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c.o.o.l. fact #1 If all the oceans were to evaporate, the salt left behind would cover the entire planet with a layer of salt that was 50 meters (half a soccer field) thick.
c.o.o.l. fact #2 Ordinary table salt (NaCl) is the most common of sea salts. One source of salt in the ocean is the hydrothermal vents on the seafloor that spew mineral deposits from beneath the ocean floor.
c.o.o.l. fact #3 Another compound found in sea water is limestone or calcium carbonate (CaCO3). Limestone is the main component of sea shells and coral reefs. The ocean's movement wears down shells and reefs and releases the calcium carbonate which is then absorbed by the ocean.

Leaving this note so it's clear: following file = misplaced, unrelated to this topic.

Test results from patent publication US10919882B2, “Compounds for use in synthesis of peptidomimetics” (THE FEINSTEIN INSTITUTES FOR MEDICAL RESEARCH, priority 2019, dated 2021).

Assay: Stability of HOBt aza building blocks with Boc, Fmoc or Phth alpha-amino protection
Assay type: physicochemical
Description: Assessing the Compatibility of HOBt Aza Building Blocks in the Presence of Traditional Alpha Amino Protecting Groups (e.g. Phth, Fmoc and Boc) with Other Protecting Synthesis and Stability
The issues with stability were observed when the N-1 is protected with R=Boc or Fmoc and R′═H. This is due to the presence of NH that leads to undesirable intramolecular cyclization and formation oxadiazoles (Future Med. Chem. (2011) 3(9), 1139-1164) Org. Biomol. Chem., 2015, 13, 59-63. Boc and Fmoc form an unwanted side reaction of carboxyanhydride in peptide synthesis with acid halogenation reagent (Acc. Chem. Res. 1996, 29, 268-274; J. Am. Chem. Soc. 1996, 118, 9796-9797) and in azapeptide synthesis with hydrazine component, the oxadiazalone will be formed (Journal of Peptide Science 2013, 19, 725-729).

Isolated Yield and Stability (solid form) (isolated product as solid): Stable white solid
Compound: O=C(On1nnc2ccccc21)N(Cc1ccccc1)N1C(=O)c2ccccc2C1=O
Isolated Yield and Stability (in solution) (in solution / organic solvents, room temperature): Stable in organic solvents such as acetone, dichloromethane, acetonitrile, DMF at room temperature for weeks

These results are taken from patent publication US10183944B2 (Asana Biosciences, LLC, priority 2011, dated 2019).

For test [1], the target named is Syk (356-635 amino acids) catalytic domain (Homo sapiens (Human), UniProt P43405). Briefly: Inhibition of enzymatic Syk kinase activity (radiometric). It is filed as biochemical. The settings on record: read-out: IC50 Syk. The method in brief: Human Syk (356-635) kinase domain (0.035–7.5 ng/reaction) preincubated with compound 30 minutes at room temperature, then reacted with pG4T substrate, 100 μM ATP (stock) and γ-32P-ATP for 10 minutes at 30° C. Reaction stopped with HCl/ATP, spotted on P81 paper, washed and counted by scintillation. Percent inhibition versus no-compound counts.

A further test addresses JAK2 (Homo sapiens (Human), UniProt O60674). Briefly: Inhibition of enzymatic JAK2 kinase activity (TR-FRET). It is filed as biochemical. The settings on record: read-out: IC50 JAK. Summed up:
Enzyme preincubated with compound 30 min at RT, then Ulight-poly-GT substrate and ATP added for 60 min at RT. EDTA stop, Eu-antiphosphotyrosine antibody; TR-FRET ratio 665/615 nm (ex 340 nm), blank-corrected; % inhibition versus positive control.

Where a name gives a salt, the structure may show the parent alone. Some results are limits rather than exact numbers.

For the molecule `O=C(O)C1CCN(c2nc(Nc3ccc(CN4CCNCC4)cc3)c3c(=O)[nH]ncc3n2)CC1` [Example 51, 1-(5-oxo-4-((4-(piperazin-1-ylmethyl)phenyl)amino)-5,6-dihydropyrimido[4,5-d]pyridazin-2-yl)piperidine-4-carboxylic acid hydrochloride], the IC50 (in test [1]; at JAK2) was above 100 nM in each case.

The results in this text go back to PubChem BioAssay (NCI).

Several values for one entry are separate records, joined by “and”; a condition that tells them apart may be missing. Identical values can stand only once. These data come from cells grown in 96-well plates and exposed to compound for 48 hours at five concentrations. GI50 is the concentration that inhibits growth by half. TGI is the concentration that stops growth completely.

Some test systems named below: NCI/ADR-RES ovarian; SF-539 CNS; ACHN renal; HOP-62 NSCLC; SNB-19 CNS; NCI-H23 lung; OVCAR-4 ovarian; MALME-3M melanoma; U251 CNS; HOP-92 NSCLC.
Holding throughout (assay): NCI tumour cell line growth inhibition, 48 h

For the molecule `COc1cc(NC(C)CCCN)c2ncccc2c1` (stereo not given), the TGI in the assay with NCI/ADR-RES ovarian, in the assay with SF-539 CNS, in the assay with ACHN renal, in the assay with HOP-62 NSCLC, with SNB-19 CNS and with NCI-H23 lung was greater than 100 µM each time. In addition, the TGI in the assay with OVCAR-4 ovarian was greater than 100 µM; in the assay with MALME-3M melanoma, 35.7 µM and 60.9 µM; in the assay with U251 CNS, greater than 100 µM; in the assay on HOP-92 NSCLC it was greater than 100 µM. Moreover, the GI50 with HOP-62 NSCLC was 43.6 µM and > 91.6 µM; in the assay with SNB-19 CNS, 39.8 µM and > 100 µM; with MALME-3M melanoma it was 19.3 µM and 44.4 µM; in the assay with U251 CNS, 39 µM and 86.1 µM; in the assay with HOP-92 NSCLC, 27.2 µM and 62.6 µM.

c.o.o.l. fact #4 The salinity of the ocean is not uniform across the planet. Where the weather is hot and dry, more sea water is evaporated leaving salt behind and very little rain occurs to replenish the ocean. The Red Sea and the Mediterranean Sea have the highest salinity level of 40 - 41 ppt (parts per thousand) versus the average of 35 ppt.